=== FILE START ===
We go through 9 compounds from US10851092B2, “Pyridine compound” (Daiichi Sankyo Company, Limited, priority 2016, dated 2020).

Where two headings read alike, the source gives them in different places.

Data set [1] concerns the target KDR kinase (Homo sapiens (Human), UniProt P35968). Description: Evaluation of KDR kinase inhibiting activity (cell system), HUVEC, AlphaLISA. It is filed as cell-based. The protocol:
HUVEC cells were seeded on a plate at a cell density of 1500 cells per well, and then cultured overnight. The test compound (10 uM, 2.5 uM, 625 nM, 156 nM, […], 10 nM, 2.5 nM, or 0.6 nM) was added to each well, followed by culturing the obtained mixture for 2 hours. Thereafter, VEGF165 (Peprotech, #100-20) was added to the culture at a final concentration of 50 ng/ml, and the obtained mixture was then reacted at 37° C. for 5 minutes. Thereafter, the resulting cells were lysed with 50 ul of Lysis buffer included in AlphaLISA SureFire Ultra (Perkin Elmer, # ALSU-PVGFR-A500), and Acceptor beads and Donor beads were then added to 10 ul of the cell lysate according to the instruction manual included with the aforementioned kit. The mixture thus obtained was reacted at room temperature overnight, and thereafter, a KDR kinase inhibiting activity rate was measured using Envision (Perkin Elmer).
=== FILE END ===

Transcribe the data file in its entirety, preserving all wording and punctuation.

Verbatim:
We go through 9 compounds from US10851092B2, “Pyridine compound” (Daiichi Sankyo Company, Limited, priority 2016, dated 2020).

Where two headings read alike, the source gives them in different places.

Data set [1] concerns the target KDR kinase (Homo sapiens (Human), UniProt P35968). Description: Evaluation of KDR kinase inhibiting activity (cell system), HUVEC, AlphaLISA. It is filed as cell-based. The protocol:
HUVEC cells were seeded on a plate at a cell density of 1500 cells per well, and then cultured overnight. The test compound (10 uM, 2.5 uM, 625 nM, 156 nM, […], 10 nM, 2.5 nM, or 0.6 nM) was added to each well, followed by culturing the obtained mixture for 2 hours. Thereafter, VEGF165 (Peprotech, #100-20) was added to the culture at a final concentration of 50 ng/ml, and the obtained mixture was then reacted at 37° C. for 5 minutes. Thereafter, the resulting cells were lysed with 50 ul of Lysis buffer included in AlphaLISA SureFire Ultra (Perkin Elmer, # ALSU-PVGFR-A500), and Acceptor beads and Donor beads were then added to 10 ul of the cell lysate according to the instruction manual included with the aforementioned kit. The mixture thus obtained was reacted at room temperature overnight, and thereafter, a KDR kinase inhibiting activity rate was measured using Envision (Perkin Elmer).